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Publisher's Summary

"Robert Bathurst's narration is calm, collected, and earnest, reflecting the blend of emotion and professionalism that Gamache embodies as an investigator. It's perfect for listeners seeking both captivating intrigue and insightful reflection." (BookPage)

Chief Inspector Armand Gamache returns to Three Pines in #1 New York Times bestseller Louise Penny's latest spellbinding novel

You’re a coward.

Time and again, as the New Year approaches, that charge is leveled against Armand Gamache.

It starts innocently enough.

While the residents of the Québec village of Three Pines take advantage of the deep snow to ski and toboggan, to drink hot chocolate in the bistro and share meals together, the Chief Inspector finds his holiday with his family interrupted by a simple request.

He’s asked to provide security for what promises to be a non-event. A visiting Professor of Statistics will be giving a lecture at the nearby university.

While he is perplexed as to why the head of homicide for the Sûreté du Québec would be assigned this task, it sounds easy enough. That is until Gamache starts looking into Professor Abigail Robinson and discovers an agenda so repulsive he begs the university to cancel the lecture.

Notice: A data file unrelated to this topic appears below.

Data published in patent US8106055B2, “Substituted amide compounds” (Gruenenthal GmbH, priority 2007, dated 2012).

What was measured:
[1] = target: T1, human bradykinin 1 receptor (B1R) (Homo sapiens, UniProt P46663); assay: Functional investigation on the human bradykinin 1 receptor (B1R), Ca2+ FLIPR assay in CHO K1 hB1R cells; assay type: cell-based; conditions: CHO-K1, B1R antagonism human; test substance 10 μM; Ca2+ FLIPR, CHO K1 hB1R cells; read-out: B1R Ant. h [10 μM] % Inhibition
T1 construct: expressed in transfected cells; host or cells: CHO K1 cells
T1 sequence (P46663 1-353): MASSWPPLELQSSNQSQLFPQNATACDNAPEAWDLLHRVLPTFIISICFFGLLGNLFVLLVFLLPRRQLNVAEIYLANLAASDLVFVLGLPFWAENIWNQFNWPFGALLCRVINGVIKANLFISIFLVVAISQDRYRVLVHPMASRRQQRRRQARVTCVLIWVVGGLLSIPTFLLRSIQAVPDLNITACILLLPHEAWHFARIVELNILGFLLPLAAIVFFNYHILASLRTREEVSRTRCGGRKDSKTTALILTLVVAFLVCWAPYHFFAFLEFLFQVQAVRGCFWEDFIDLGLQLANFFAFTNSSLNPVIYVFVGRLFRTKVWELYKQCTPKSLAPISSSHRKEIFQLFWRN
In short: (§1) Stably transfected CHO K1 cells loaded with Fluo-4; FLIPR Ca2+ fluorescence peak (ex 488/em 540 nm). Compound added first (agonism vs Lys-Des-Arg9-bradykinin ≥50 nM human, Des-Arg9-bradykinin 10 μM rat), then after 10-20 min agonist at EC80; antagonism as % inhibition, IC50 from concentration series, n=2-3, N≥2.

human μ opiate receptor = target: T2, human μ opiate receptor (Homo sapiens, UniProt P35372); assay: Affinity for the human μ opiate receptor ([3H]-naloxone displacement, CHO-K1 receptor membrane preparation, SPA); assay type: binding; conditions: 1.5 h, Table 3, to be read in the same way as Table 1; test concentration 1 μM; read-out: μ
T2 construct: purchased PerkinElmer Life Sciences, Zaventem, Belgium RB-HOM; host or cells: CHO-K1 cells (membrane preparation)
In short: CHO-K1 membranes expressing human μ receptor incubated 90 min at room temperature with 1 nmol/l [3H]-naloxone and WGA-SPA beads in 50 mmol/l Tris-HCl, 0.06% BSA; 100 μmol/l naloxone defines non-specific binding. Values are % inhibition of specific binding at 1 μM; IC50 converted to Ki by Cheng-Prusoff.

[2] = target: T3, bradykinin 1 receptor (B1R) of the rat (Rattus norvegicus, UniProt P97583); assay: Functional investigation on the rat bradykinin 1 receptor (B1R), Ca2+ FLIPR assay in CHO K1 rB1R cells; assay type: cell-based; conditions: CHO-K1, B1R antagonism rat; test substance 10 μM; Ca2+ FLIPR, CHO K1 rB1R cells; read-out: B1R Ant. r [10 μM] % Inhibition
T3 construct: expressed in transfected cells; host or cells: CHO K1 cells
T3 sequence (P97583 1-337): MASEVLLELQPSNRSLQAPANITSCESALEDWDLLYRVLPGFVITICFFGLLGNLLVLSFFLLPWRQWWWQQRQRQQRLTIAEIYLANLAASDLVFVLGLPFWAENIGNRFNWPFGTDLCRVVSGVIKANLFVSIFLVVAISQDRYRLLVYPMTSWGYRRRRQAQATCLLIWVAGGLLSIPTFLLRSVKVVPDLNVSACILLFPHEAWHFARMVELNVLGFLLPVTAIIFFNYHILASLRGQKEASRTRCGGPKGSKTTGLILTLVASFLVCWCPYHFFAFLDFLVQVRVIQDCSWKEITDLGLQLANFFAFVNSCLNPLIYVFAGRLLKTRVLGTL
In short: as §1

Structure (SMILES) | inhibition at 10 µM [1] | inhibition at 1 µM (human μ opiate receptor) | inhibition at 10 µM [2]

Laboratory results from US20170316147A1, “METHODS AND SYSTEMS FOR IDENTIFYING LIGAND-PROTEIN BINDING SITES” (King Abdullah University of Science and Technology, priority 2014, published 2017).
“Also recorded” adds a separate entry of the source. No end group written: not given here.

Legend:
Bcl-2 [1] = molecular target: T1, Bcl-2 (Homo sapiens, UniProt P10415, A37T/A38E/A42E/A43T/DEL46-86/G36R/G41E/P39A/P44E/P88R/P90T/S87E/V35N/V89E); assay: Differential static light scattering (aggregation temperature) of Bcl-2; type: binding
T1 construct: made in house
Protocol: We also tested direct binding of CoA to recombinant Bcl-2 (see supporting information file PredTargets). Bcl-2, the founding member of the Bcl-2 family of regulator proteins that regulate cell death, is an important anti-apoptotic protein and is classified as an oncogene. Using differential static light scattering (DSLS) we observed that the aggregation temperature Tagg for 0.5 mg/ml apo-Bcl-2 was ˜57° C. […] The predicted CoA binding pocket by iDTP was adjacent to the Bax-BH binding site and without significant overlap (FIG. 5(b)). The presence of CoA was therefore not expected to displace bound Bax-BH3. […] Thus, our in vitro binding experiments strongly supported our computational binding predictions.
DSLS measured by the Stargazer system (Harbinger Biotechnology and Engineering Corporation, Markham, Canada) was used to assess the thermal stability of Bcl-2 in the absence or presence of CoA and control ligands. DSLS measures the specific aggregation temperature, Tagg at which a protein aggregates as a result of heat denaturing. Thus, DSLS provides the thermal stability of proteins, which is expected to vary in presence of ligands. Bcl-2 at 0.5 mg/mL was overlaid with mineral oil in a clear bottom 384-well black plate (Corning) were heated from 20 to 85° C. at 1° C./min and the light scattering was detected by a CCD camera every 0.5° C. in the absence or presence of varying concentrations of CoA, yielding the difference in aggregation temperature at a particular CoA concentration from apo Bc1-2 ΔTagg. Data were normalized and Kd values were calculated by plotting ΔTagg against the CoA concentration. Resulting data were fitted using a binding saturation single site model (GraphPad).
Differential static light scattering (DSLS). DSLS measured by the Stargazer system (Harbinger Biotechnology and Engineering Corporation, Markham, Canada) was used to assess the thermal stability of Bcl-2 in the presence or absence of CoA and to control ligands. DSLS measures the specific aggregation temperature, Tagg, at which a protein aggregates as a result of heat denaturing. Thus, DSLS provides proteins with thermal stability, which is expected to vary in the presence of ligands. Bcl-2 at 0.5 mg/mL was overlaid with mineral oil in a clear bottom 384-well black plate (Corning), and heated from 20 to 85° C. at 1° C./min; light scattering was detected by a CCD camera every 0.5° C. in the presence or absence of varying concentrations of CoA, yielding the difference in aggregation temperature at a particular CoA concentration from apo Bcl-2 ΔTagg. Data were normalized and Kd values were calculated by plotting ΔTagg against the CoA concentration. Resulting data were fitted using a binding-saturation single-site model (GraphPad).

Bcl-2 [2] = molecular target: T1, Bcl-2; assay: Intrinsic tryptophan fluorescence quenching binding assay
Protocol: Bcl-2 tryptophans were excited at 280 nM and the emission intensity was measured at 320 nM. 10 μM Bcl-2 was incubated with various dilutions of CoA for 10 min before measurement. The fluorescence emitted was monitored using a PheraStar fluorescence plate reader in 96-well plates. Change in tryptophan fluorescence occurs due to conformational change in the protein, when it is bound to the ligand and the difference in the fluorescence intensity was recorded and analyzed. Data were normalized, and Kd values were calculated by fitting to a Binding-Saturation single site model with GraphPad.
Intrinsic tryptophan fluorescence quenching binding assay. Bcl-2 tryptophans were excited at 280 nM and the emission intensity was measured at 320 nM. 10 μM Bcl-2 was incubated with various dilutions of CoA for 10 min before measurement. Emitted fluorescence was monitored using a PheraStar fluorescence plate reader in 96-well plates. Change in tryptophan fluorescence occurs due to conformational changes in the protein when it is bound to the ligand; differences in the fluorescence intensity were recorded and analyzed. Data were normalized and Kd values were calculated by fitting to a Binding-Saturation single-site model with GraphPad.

They refuse, citing academic freedom, and accuse Gamache of censorship and intellectual cowardice. Before long, Professor Robinson’s views start seeping into conversations. Spreading and infecting. So that truth and fact, reality and delusion are so confused it’s near impossible to tell them apart.

Discussions become debates, debates become arguments, which turn into fights. As sides are declared, a madness takes hold.

Abigail Robinson promises that, if they follow her, ça va bien aller. All will be well. But not, Gamache and his team know, for everyone.

When a murder is committed it falls to Armand Gamache, his second-in-command Jean-Guy Beauvoir, and their team to investigate the crime as well as this extraordinary popular delusion.

And the madness of crowds.

A Macmillan Audio production from Minotaur Books

©2021 Louise Penny (P)2021 Macmillan Audio

What listeners say about The Madness of Crowds

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  • Overall
    2 out of 5 stars
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    2 out of 5 stars

BORING!!!

Louise Penny is one of my favorite authors. ALL off her novels are in my Audible library. THE MADNESS OF CROWDS would make a superb 9 hour audio book, but it is a bad 15 hour audio book. Louise Penny can do better than this; I know because she has done better than this with 16 prior Three Pines novels.